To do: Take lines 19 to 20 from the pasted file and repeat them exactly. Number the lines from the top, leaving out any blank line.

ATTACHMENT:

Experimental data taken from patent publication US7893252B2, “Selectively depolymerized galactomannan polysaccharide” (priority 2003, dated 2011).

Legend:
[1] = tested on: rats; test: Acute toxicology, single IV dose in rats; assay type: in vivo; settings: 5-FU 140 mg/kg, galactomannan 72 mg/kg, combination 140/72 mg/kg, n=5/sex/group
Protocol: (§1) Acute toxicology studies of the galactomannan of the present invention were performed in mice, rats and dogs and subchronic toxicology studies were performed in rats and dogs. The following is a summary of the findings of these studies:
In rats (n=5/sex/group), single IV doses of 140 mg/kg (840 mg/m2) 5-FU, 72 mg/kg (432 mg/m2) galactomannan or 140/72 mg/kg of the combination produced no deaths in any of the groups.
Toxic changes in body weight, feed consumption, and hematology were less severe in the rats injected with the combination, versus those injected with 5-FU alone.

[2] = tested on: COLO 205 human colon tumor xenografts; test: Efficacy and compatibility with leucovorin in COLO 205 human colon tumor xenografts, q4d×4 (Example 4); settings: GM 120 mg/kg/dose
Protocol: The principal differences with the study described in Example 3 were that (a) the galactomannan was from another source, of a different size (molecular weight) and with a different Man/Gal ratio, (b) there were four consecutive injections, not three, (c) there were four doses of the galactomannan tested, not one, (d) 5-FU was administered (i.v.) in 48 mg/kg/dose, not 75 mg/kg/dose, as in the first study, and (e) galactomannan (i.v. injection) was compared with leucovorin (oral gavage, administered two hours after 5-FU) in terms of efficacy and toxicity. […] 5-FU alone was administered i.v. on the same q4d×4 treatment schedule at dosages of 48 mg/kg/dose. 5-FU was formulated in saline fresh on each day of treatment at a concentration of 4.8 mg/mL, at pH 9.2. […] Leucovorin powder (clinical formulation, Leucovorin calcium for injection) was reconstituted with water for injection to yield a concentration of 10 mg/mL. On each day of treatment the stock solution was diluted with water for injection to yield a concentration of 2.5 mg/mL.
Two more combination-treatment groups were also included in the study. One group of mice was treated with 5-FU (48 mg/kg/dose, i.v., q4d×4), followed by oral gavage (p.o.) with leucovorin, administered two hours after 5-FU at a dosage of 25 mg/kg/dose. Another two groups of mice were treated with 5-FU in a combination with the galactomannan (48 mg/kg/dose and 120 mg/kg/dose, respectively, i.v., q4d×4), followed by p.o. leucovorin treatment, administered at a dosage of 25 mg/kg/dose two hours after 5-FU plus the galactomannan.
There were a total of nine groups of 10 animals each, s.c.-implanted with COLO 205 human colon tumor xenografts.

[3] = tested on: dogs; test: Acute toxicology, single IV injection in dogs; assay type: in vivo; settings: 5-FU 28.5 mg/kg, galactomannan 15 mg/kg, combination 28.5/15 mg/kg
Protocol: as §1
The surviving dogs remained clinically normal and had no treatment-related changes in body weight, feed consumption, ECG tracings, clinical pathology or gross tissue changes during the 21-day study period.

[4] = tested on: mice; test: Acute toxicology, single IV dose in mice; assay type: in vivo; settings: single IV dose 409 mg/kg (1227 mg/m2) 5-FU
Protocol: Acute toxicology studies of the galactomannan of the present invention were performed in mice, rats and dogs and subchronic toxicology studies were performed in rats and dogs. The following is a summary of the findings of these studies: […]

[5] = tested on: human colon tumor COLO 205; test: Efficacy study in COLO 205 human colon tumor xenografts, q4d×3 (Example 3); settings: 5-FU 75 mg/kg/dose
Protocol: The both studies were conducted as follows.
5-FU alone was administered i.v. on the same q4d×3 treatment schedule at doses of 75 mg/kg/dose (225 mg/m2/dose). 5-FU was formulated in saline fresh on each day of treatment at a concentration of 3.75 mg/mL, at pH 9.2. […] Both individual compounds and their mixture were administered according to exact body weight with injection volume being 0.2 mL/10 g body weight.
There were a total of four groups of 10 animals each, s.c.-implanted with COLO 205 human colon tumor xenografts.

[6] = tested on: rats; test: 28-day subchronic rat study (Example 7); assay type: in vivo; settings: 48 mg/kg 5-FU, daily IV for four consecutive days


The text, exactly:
There were a total of four groups of 10 animals each, s.c.-implanted with COLO 205 human colon tumor xenografts.

[6] = tested on: rats; test: 28-day subchronic rat study (Example 7); assay type: in vivo; settings: 48 mg/kg 5-FU, daily IV for four consecutive days